Great Places to Eat in Scotland
- Livingston's Restaurant, Linlithgow

The Location
Linlithgow, half way between Edinburgh and Stirling, owes its name to the Brythonic language (one of the two branches of the Celtic language family of Britain). The name comes from "Llaith Cau" meaning "Moist Hollow". For a long time, the ancient town was just called "Lithgow" - the "Lin" (meaning loch) was added later.

King David I founded the burgh between 1124 and 1138 and a royal manor house existed there in the 12th century. Although a fort had been built on a knoll beside a loch in the days of the Anglian occupation (from the 7th century to 960AD), it was King Edward I of England, during his forays into Scotland, who built the first known castle (made of wood).

Linlithgow is closely associated with Mary Queen of Scots, who was born at Linlithgow in 1542 and she returned there after the death of her first husband, King Francis II of France. By that time, there was a substantial Palace of Linlithgow.

The Restaurant

Livingston's Restaurant's address is on the bustling High Street of Linlithgow. But as it is tucked away, down an alley-way (known as a vennel in this part of the world) at the back of the buildings fronting the street, you would never know the traffic was so close by. Indeed, there are not many restaurants where you can dine while watching a family of rabbits doing the same on the lawn outside! Garden furniture, flowers and shrubbery also add to the relaxing view.

The restaurant has two distinct areas for eating. Tables in the original stone building are softly lit and seem ideal for a candle-lit meal, while the newer patio extension is wood and windows, creating a bright and cheerful ambience. As you can see, furnishings are a comfortable, rich red.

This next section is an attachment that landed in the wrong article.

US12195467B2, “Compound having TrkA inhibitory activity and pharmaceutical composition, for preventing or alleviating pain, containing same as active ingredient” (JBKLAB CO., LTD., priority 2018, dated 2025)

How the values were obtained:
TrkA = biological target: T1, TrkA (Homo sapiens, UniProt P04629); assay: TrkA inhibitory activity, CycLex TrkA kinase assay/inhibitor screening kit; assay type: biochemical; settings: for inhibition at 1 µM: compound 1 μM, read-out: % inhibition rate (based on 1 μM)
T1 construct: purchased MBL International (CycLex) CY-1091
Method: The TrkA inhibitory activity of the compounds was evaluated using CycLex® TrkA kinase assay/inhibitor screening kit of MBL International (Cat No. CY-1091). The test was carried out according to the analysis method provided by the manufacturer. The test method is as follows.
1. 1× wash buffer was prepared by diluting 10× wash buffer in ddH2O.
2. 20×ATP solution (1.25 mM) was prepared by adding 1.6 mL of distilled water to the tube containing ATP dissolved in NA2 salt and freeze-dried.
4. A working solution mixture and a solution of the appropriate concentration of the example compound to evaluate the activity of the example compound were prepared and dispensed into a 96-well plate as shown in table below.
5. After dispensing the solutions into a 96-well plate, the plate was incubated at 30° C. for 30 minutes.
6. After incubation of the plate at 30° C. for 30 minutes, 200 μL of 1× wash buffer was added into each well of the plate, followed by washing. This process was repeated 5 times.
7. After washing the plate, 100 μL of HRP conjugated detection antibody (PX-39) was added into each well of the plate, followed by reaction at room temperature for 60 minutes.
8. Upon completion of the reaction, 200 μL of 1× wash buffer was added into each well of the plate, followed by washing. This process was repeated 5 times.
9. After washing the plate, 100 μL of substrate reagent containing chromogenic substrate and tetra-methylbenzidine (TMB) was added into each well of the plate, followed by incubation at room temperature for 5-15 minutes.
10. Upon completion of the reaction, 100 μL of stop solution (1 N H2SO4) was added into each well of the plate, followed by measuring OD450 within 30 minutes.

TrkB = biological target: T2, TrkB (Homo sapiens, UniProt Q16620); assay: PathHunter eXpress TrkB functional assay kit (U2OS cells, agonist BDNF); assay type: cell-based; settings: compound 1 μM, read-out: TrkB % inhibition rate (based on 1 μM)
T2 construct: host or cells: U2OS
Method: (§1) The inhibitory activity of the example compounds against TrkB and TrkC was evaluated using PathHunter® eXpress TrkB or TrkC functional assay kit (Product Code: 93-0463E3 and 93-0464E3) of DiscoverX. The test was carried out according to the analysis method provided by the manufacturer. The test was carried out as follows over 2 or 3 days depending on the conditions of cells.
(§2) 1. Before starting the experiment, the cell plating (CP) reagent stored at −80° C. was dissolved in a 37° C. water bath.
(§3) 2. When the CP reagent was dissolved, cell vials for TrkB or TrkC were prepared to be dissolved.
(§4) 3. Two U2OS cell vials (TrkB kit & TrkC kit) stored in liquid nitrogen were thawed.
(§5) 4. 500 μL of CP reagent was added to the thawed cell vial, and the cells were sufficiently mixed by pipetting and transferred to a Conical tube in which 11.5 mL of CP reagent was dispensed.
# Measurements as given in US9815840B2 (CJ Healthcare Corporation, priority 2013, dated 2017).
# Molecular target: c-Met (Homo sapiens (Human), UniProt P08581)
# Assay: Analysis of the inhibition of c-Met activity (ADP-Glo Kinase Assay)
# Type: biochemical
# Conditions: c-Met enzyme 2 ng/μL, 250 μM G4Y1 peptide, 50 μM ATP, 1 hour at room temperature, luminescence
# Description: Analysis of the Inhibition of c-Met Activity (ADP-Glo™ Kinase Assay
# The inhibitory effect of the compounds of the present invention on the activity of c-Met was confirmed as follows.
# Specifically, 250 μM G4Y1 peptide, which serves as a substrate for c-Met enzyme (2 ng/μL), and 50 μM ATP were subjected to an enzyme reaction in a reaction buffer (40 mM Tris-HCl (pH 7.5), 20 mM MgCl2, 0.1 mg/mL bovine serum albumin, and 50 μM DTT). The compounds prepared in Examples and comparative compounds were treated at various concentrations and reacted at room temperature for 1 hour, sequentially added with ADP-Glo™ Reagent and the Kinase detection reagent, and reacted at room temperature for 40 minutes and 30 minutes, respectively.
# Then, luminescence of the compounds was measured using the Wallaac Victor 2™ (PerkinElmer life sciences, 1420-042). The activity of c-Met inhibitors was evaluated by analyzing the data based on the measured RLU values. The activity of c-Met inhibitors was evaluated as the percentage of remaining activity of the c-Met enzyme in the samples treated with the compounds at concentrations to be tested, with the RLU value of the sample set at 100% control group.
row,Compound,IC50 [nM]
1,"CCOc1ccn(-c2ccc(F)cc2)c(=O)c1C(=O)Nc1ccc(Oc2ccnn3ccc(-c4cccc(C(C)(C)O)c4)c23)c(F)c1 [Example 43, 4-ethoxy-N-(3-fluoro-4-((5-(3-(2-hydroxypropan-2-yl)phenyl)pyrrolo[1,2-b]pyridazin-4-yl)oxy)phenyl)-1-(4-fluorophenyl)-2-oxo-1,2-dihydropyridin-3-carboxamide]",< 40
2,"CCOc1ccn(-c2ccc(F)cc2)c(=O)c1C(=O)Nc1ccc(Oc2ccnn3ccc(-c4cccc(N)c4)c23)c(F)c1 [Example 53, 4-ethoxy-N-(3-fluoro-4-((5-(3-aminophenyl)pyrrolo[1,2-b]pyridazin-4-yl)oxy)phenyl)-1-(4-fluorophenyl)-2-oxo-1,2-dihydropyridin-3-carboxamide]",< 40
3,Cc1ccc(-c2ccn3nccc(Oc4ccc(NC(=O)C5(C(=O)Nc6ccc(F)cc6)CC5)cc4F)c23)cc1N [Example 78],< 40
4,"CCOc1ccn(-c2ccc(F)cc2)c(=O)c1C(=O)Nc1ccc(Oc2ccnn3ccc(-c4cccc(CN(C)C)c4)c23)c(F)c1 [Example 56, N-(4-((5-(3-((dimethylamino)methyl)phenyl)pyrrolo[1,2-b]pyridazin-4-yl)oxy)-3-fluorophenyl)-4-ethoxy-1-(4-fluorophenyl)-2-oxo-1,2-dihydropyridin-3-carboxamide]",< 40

Ronald and Christine Livingston started their restaurant here in the early 1990s and it is a testimony of its success that it has thrived so long in such a competitive field. Livingston's restaurant has won a number of accolades for its cuisine, including a Macallan "Out of Town Restaurant" Award Winner, two AA rosettes and a listing in the respected Michelin Guide. Son Derek has joined the family business and after a spell learning the ropes in the kitchen, now leads the front of house team. It was Derek who greeted us on arrival and he made sure that we were indeed well looked after.

The Food
The lunch menu is not over-long, but was unusual in being hand-written - the day's selection is dependent on the availability of fresh produce. As a starter, my lunch companion (a former colleague) was attracted by the warm salad of Stornoway Blackpudding, topped with a poached egg and Hollandaise sauce. Blackpudding is said to have been "invented" in Stornoway, on the Isle of Lewis. The ingredients include pig's blood, suet, bread, barley and oatmeal and it is often to be found as part of a full Scottish breakfast. The Livingston's version proved to be a substantial one and the mixture of flavours proved to be very tasty, while the different textures of the blackpudding and the poached egg went well together too.

Although I was intrigued by the roast tomato soup on the starter menu (wondering what the roasting would do to the flavour), I went instead for the smoked haddock pot, with parmesan and cream mustard sauce as I am fond of smoked haddock. There was a generous portion of fish in the "pot" and the parmesan cheese blended well with its strong flavour.